An investor opened several short sale transactions, acting as the buyer in each. One–by–one the short sale transactions began to cancel for one reason or another, leaving the escrow branch disgusted with the amount of work they put into each one without remuneration. The next deal in line came extremely close to closing – until the real buyer was discovered.
An all cash short sale
After preparing numerous estimated settlement statements and providing a preliminary report, one of our sister branches’ New Communities office in Riverside, Calif. finally received a short pay letter from Bank of America. Bank of America was the short pay lender on the first and second loans. They included the shortage amounts they would be willing to accept on a single short pay letter. The bank was due almost $490,000 but they were willing to accept $260,000. The transaction was an all–cash short sale in the amount of $280,000. The closing documents were drawn and executed by the buyer and seller. All that remained for the transaction to be complete was the buyer’s down payment and closing costs.
Will the real buyer please stand up…
The buyer was an entity by the name of Willowbrook Financial, Inc. and the buyer assured a wire would be forthcoming. The seller was a Ronald and Michelle Aksland. Maggie Vega, an assistant escrow officer, was leery due to all the previous transactions that had fallen apart just prior to closing with Willowbrook but, ‘lo–and–behold, the wire transfer arrived at the bank! Maggie received notification from the accounting center of funds wired in the amount of $280,000. Maggie reviewed the incoming wire and noticed the funds came from an account in the name of Gary Aksland. She called the investor/buyer to find out who Gary Aksland was and why he was depositing the funds to close. The investor told her Gary was the current owner’s father.
The missing affidavit
Maggie reviewed the short pay agreement issued by Bank of America and found the following condition, “#2. The approved buyer(s) is/are WILLOWBROOK FINANCIAL, INC. RICHARD MERCADO…” – not Gary Aksland. Maggie escalated the file to her escrow officer, Elvia Salaz. Elvia contacted the short sale negotiator at Bank of America, because there was no arm’s length transaction affidavit attached to the short pay agreement and there was no condition for an arm’s length transaction contained in the agreement. Elvia explained the wire was received from Gary Aksland, and the short sale negotiator said, “Don’t close!” The short sale negotiator stated the arm’s length affidavit was not attached to the short pay letter because it had been signed in advance by the buyer and seller, and submitted with the short sale negotiation package. Clearly the principals had lied.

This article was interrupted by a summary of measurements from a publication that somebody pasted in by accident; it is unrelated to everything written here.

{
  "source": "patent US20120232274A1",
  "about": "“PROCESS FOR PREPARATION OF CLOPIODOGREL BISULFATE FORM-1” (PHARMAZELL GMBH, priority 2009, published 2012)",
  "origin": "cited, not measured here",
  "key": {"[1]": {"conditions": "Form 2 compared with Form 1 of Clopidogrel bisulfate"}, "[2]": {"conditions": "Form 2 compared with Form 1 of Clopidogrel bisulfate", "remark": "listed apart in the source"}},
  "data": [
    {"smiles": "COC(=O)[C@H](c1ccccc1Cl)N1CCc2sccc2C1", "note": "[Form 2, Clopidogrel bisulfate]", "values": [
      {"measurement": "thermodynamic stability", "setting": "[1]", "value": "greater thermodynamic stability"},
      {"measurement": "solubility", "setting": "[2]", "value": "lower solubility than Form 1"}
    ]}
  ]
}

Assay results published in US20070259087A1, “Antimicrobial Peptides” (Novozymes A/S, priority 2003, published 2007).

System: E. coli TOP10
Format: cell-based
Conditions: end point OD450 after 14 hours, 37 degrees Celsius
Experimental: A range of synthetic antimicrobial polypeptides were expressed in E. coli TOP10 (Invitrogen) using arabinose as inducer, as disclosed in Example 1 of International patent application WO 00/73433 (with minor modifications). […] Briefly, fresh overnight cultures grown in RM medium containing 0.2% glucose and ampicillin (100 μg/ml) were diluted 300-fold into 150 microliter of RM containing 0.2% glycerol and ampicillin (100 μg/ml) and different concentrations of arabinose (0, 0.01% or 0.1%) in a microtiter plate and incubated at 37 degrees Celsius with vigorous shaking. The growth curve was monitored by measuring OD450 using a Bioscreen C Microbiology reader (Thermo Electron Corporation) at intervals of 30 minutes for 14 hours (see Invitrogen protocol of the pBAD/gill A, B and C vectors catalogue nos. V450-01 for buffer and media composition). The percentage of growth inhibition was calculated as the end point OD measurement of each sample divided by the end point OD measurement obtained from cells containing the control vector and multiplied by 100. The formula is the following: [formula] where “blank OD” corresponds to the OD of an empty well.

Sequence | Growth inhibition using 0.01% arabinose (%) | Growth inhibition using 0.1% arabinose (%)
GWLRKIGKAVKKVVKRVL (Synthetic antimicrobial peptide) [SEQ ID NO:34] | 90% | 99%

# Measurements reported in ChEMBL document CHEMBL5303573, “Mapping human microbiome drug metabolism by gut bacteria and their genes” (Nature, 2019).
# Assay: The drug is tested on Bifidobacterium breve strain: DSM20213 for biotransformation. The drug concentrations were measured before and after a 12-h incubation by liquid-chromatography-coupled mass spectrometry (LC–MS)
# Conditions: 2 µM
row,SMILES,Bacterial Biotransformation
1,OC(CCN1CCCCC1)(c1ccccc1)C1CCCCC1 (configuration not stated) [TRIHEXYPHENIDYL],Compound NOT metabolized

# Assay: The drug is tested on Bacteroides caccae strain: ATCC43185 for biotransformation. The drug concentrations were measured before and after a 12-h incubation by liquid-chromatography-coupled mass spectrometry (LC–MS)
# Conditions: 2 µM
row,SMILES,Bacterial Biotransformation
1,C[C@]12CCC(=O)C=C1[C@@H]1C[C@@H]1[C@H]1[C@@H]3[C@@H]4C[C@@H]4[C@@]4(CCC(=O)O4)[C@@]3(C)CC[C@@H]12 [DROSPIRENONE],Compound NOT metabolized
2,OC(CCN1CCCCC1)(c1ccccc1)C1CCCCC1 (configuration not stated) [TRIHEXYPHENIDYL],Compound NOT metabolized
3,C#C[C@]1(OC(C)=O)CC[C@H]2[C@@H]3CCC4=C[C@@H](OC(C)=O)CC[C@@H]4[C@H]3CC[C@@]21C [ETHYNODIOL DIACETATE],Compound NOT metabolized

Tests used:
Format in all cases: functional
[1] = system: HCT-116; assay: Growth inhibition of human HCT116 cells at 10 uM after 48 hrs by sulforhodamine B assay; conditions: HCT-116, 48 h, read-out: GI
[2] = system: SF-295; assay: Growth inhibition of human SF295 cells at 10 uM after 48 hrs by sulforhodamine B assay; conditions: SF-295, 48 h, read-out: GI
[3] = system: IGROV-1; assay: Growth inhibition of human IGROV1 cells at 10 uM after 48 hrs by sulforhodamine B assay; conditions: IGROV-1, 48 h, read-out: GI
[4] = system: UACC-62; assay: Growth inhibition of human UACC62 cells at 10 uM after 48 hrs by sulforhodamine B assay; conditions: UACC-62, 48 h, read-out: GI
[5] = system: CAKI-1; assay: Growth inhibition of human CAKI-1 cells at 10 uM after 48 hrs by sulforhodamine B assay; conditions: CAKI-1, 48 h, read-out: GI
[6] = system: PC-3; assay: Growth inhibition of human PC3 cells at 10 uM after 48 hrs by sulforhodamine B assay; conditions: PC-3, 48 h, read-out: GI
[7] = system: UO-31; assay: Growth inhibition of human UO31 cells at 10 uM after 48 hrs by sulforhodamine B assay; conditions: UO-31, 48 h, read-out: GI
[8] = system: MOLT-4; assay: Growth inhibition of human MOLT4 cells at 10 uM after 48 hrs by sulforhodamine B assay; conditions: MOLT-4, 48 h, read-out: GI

Elvia contacted National Escrow Administration, who also insisted the transaction could not be considered arm’s length if the owner’s father was putting up the funds to purchase. The national escrow administrator insisted on either (1) Bank of America approving the owner’s father as the new buyer; or (2) we resign as escrow holder and not close.
Step away from the transaction
Elvia elected to resign. As a result, the calls started pouring into the office. The listing broker was the first to call. When he insisted his real estate firm would never be a party to any fraudulent transaction and demanded to know why we were resigning, he was informed the wire transfer came from the owner’s father. He was silent for a moment, then he apologized and hung up.
“…he was informed the wire transfer came from the owner’s father.”
The investor/buyer also called and when we explained our reason for resignation, he only asked that the wire transfer be returned to the father, which we promptly did.
Maggie’s attention to detail and recognizing the wire was received from a third party saved the Company from closing on a transaction that was clearly not arm’s length.
Moral of the story
Since the buyer in this transaction did not put up the money to close, the transaction is not arm’s length. Had we closed, the short pay lender could have realized this and rescinded their short pay letter – then kept their lien in full force and effect to foreclose. By not closing on this transaction, Maggie saved the Company from a potential claim of $280,000 from the insured owner and/or the hassle of having to unwind this transaction.